Gretchen Rubin wrote in The Happiness Project about the year she spent “test-driving the wisdom of the ages, the current scientific studies, and the lessons from popular culture about how to be happy.” The Puppiness Project is my attempt to learn the same from Honey, my Golden Retriever.
For years, I’ve loved hanging around people with passionate interests.
It’s exciting to watch someone throw himself into something with his whole heart. Whether a baseball fan, a motorhead, a dungeons and dragons role player–it’s all good to me.
Many years ago, I made two friends who took passion to a new level because they taught themselves things outside mainstream interests.
J was an avid genealogist seeking his family’s roots. His innate interest in history expanded and grew. J helped others learn their family’s history. And then he expanded even more and wrote a book (and a pictorial CD-ROM) on American synagogue architecture.
It appeared that J’s passion for learning and finding recognition for the wonderful stories hidden to most of us took over and he couldn’t help but follow it. I found it energizing to listen to him talk about his interests and wondered if I’d ever feel so passionate about something.
At the same time, I became friends with K who was exploring her interest in Celtic culture. K took talents she already had (music and art) and used them to learn about Ireland.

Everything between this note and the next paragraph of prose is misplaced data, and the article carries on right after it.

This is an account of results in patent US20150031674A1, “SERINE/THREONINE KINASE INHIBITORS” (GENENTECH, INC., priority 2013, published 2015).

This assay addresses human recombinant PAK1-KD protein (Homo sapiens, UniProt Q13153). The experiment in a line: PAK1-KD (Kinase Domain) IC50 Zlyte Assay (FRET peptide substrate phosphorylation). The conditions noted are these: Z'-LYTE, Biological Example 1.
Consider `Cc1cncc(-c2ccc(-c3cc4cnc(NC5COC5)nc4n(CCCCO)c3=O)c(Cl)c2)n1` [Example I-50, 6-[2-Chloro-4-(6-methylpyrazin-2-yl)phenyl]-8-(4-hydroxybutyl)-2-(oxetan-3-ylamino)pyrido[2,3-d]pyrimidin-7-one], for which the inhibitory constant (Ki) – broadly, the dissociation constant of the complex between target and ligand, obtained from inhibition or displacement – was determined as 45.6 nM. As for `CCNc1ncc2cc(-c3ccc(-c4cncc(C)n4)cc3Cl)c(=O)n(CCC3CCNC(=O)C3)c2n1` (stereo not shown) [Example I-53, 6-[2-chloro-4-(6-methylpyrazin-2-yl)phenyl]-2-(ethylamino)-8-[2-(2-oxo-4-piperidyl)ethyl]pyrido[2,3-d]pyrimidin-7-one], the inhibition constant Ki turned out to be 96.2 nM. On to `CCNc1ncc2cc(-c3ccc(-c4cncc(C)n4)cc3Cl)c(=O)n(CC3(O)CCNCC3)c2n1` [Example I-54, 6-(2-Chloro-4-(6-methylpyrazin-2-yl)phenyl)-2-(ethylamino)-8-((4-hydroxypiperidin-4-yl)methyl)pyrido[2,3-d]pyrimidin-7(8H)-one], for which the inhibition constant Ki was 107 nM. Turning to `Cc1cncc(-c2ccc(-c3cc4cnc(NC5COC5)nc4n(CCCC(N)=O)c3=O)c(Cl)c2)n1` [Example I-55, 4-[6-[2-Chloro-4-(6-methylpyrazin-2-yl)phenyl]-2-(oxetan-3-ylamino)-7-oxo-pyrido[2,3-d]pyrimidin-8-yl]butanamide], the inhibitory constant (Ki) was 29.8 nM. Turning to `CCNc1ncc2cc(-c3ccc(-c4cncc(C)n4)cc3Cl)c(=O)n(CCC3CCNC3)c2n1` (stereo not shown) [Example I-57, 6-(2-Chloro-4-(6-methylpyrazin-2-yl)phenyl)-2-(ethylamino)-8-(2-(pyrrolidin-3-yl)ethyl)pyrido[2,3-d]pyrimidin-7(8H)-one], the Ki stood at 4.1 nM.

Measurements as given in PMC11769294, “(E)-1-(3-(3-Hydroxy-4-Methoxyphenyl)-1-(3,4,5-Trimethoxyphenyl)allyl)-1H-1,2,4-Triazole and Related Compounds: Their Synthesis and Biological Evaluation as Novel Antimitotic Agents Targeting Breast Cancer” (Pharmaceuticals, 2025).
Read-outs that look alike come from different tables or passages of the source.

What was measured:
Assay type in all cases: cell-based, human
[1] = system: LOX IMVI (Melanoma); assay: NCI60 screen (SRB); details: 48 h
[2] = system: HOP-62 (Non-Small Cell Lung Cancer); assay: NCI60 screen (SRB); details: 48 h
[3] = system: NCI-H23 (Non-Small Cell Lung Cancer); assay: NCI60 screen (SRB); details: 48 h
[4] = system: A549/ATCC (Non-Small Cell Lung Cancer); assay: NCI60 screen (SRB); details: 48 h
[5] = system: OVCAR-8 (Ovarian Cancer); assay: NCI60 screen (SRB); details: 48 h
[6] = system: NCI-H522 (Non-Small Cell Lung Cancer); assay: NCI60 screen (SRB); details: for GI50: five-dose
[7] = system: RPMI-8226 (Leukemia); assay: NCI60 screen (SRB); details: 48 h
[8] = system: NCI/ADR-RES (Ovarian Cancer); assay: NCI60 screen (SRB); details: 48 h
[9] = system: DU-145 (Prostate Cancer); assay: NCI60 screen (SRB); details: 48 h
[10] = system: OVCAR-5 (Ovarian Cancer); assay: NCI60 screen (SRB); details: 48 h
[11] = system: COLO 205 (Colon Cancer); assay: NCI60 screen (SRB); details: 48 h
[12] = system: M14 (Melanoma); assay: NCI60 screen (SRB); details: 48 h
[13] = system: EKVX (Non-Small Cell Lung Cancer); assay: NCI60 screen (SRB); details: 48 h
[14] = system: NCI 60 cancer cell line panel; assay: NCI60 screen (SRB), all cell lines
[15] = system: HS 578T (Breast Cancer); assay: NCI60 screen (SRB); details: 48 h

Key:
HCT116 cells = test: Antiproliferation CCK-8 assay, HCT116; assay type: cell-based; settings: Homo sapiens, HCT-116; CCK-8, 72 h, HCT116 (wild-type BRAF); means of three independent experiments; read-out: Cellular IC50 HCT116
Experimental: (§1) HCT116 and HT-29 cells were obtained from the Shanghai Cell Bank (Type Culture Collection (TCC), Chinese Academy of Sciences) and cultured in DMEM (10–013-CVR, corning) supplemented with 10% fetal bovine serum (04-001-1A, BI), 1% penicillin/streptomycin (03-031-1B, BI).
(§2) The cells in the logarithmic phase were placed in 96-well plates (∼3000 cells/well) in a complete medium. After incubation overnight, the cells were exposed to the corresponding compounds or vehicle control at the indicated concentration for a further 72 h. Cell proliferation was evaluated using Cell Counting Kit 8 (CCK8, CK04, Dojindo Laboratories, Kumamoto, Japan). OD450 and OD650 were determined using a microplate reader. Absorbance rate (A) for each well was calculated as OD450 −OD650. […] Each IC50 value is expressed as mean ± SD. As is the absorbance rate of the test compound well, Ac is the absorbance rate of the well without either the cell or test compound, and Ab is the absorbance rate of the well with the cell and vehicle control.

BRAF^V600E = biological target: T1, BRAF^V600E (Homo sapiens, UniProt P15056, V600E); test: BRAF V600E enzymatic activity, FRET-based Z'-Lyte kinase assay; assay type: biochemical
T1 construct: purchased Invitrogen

K took up the Celtic harp and became good enough to play professionally. She used her drawing skills to illustrate a classic Celtic story. Eventually, she up and moved to Ireland.
Ireland didn’t call to me the way it did to K. But I found it impossible not to be swept into her joy.
Ok, this is a dog blog and neither J or K are puppies (although they both like animals).
Here’s Honey’s passion–playing tug. Yes, I know she’s a retriever and that she’s supposed to want to chase a ball until she passes out from exhaustion. And don’t even start me on a Golden Retriever who prefers not to swim.
But tug? Honey could play for hours. She’s found her passion. That and meeting new people are the great joys of her life.
For years, I’ve wondered if I would ever find a passion of my own. You see, I’m a dabbler. I like a little bit of this and a little bit of that. I’ll pursue something seriously for a while and then I’ll move onto something else. I know a little about everything and a lot about nothing. I’m a great person to have on your trivia team but a horrible person to coach you through your dissertation.
Recently I woke up.
- I’ve published 206 posts on Something Wagging This Way Comes.
- I have a bookshelf full of dog books.
- I follow more than 70 dog blogs on a regular basis.
- I haven’t been without a dog in my life for more than a few months in more than 20 years.
- Every time I pass a dog on the street, I say “Puppy!”. Yep, every time.
- I’ve chosen my work to fit my desire to spend time with my dog in the middle of the day.
- My vacation plans revolve around finding dog-friendly activities.
Could it be? Have I had a passion all along and just never realized it?
[Image of Celtic Knot in Limestone by Robert Spencer.]